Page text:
The first story in issue twelve is The Value of Paper Clips, by Stefan Ingstrand. (Illustration by Janice Blaine) Stefan is an archivist. His work has previously been published in the Swedish magazine Saga, and the US anthology ShadowSword #4 (Coyote Moon Publications).


The second story is In Search of a Loop Hole, by C. S. Johnson. (Illustration by Janice Blaine) C. S. Johnson is a 29 year old, mother of two. She was born and raised in East Tennessee, and grew up with campfires, ghost stories, and a steady diet of Twilight Zone and Stephen King. Though her genre focus may vary, ranging from Sci Fi to Horror to fantasy, she’ll always be a sucker for ANY good fictional tale.


The third story is The Lost Generation, by David Wright. (Illustration by Janice Blaine) David is a high school English and Social Studies teacher at British Columbia Christian Academy in Port Coquitlam, Canada. He has been teaching for ten years in the liberal arts field. He is also active in his church, teaching Sunday school, leading singing and occasionally preaching. David is married with two daughters. His writing credits include stories, poems or articles in the following periodicals: Humor for a Teacher’s Heart, Antipodean SF, Alien Skin Magazine, Anotherealm, Christian Info, Vancouver Echo, New Shoots and The Hospital Employees Union Magazine.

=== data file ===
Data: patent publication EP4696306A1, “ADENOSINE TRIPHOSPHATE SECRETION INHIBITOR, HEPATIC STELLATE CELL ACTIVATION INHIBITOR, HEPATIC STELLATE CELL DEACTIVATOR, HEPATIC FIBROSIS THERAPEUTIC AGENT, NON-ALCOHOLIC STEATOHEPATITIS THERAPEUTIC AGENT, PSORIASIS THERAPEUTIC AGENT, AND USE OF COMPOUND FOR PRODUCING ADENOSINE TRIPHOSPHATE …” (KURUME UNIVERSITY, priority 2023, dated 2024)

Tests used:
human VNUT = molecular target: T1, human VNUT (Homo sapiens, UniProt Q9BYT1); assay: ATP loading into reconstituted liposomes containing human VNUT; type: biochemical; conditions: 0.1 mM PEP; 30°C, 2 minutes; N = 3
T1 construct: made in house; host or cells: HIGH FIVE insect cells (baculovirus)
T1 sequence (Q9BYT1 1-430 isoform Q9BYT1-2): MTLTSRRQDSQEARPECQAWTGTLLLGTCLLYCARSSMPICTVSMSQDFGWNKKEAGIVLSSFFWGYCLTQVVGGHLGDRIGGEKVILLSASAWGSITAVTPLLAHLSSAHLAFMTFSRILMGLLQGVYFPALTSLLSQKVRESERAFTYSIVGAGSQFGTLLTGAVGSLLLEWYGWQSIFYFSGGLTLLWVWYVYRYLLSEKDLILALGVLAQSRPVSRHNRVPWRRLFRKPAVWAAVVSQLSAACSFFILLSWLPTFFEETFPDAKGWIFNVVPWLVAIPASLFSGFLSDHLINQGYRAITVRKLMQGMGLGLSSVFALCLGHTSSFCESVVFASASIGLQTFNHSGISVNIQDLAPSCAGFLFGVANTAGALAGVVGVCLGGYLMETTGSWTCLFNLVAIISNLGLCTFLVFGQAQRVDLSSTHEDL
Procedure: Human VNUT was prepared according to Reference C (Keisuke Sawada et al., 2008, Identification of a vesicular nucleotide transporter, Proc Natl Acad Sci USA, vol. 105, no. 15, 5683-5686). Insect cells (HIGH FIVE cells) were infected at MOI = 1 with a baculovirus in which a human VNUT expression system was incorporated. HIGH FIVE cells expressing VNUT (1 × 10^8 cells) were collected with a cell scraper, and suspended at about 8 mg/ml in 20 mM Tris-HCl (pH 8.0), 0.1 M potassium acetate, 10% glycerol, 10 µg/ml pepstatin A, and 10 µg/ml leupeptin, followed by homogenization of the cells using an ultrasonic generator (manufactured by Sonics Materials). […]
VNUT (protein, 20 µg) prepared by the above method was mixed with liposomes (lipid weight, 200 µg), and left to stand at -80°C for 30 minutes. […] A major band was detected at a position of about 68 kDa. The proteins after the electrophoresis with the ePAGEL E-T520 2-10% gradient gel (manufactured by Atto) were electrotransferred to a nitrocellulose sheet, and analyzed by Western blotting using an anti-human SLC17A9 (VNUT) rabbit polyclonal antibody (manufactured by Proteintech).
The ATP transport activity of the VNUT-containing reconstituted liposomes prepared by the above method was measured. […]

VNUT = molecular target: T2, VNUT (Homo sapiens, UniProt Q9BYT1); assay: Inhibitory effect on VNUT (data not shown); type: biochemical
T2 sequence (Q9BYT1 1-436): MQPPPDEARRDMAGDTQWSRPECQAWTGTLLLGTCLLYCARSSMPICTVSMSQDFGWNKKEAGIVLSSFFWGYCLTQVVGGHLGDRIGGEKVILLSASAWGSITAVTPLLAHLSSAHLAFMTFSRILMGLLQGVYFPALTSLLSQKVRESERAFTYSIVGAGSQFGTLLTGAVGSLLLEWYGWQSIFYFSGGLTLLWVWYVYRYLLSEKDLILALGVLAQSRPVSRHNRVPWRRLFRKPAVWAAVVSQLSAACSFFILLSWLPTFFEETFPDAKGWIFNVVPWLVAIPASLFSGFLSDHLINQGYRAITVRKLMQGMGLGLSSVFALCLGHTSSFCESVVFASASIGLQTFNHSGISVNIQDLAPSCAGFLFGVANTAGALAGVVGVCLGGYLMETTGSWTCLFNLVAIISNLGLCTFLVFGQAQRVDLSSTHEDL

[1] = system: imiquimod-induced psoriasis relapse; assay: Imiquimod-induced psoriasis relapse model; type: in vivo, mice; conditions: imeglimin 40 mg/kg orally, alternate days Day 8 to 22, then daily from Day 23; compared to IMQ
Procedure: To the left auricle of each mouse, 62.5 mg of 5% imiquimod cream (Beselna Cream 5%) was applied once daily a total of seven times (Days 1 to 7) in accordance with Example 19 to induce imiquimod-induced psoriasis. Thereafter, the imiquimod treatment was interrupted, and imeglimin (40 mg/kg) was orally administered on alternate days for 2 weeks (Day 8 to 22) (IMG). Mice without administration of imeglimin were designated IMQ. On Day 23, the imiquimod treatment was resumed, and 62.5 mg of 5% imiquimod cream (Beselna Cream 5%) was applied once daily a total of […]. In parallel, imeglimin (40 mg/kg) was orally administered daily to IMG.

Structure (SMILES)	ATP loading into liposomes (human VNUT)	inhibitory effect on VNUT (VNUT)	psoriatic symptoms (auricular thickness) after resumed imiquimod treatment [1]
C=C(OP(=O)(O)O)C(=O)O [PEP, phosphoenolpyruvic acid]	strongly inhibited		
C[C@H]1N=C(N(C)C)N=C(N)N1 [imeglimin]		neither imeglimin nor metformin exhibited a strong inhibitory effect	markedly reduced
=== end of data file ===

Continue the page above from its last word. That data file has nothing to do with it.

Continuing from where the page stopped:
The fourth story is Fuzzy Green Monster Number Two, by Suzanne Church. (Illustration by Janice Blaine) Susan has been published in Oceans of the Mind, Neo-opsis issue 5 (The Wind and the Sky), Shadowed Realms, Northwest Passages: A Cascadian Anthology, ChimeraWorld #2 and Challenging Destiny.